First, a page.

Woodford Folk Festival sees 'dramatic changes' in 30th year

After 30 years in action across two different towns the Woodford Folk Festival, starting this Sunday, has undergone its biggest ever change, its founder says.

Festival director and Founder Bill Hauritz warned some regulars wouldn't like "dramatic" differences in the layout and about half the stages but said it would all be worth it.

"We've dumped some things. We've got a whole stack of new stages," he said.

"We've built the festival from the ground up. About 50 per cent of all the venues have changed, changed positions.

"We've changed the street layout and then applied this visual art decor to the side and it was risky but when we switched the lights on last night it's dramatic.

"There'll be a percentage of people who don't like change. They'll say I can't find anything anymore but i think the majority of people will realise that it's a lot better."

Some big stars are due to hit the Woodfordia stages over the coming week for the bush festival that is about much more than just the music.

Singer-songwriters Lanie Lane and Josh Pyke headline the huge natural amphitheatre main stage to kick the festival off on Sunday night with indie darling Courtney Barnett, alternative pop band San Cisco and folk rocker Kim Churchill also commanding the event's biggest venue.

But unsurprisingly it was the festival's biggest name, American hip hop and roots master Michael Franti, that had Mr Hauritz the most excited, not that he was playing favourites.

"We just feel privileged that we've wanted him to come for years and one day he said yes," Mr Hauritz said when asked what he was most looking forward to.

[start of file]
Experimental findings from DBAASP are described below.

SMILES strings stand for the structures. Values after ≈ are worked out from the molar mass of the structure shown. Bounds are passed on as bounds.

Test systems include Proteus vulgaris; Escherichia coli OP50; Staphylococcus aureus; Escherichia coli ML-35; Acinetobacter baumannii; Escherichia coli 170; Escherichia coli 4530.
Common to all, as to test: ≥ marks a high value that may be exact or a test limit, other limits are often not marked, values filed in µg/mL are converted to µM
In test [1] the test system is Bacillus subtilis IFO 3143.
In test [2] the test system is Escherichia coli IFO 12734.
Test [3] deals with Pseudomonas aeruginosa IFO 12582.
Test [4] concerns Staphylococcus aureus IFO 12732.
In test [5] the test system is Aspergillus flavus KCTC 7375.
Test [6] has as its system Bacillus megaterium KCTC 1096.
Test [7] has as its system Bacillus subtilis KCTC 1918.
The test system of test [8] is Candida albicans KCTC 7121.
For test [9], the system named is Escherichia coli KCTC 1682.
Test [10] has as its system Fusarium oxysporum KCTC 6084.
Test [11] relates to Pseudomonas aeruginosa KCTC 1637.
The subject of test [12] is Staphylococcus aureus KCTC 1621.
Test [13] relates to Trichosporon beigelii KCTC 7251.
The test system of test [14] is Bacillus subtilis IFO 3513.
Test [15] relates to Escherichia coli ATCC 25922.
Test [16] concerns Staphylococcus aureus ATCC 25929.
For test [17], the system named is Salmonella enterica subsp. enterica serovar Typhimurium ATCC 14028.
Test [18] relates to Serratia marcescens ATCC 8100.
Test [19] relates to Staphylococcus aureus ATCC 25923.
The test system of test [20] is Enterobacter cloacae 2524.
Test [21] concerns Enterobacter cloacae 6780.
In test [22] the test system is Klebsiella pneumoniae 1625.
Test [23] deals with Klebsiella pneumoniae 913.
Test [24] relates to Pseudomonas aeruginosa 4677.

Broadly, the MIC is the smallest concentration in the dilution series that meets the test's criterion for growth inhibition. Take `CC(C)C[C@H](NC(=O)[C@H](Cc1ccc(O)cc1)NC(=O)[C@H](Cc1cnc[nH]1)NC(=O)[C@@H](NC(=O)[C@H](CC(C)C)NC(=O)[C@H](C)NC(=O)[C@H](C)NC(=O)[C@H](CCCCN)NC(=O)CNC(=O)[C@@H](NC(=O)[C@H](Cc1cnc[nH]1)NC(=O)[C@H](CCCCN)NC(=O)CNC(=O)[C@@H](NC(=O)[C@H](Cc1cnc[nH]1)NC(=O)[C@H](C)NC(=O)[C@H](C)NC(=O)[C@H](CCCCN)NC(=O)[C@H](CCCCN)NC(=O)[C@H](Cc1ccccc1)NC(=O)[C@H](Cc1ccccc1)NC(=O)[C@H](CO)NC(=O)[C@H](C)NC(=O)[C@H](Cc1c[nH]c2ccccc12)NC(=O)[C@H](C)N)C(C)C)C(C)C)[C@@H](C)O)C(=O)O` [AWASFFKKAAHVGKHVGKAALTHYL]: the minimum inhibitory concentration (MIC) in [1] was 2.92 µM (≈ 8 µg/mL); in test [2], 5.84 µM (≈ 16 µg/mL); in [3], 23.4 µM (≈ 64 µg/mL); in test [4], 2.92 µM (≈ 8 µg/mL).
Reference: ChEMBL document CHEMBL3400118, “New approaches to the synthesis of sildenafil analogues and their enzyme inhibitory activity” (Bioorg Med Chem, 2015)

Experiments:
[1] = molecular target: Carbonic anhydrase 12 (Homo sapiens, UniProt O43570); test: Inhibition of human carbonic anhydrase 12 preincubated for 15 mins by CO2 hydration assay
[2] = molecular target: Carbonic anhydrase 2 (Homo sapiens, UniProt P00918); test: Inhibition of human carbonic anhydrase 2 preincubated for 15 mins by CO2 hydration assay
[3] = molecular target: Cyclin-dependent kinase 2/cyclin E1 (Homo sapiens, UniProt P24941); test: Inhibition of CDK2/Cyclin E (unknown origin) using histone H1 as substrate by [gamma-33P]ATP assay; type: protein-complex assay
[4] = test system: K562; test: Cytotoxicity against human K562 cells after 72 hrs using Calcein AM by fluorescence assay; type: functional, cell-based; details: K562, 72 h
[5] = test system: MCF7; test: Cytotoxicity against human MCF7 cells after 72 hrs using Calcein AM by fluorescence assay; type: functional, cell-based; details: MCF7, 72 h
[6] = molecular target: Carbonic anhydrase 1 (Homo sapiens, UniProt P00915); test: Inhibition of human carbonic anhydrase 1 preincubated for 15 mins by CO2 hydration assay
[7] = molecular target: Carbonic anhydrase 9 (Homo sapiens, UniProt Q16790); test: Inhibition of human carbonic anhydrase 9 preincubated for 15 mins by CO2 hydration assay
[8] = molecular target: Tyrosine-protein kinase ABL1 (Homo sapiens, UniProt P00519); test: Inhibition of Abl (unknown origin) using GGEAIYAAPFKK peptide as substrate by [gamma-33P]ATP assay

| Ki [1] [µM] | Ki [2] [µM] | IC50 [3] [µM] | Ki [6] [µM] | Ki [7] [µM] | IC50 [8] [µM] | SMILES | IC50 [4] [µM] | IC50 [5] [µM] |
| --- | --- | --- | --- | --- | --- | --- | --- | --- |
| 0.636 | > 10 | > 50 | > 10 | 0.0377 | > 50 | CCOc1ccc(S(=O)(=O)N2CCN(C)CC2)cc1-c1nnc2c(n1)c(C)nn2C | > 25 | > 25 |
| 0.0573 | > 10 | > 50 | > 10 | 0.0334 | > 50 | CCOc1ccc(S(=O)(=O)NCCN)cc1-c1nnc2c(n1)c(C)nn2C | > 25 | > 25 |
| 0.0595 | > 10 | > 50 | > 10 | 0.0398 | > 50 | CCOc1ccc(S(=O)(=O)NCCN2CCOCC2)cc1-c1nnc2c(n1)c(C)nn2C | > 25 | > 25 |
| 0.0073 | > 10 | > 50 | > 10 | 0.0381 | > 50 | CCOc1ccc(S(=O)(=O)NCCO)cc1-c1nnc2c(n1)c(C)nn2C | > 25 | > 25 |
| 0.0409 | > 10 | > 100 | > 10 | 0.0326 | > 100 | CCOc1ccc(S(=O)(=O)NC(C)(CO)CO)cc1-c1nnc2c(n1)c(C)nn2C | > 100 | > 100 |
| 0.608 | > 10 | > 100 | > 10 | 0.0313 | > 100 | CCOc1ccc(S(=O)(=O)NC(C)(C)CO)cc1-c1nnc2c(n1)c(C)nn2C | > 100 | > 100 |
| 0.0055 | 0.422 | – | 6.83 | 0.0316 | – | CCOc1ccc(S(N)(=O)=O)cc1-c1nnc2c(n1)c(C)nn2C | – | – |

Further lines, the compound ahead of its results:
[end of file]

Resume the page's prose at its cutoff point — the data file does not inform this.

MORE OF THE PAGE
"I can't say that he's my favourite but if I could answer your question in that way."

Dating way back to its genesis in Maleny in the Sunshine Coast hinterland three decades ago, what was happening offstage at "the folkie" was always just as important as the main acts, if not more so.

Woodford 2015/16 will see a bevy of street performers descend on the small country town, from one-man band Uptown Brown and his "goodtimes gyratorscope" to the monsters parade, harking back to the festival theme of two years ago.

Mr Hauritz also claimed the festival's best comedy lineup ever - featuring Adrienne Truscott, Dave Callan and Harley Breen - along with its strongest theatre and visual art showings.

A trip to Woodfordia, north west of Brisbane and out past Caboolture, is perennially a battle against the elements in some way.

Similar to much of Queensland in the middle of summer, the venue tends to veer wildly between baking, dusty heat and the sweet relief of rain, which turns dust to mud in minutes.

But Mr Hauritz said Mother Nature appeared to have turned on a perfect 30th birthday present with a lead-up not too hot or wet and positively bearable weather predicted for the week.

The mercury was only tipped to jump above 30 degrees for Sunday before a thunderstorm cooled things off and cloudy weather kept temperatures in the mid-to-high 30s into the new year.

The show kicks off on Sunday morning, with 120,000 people in aggregate tipped to go through the gates before the focal fire event closes things out on January 1.

Source: Brisbane Times

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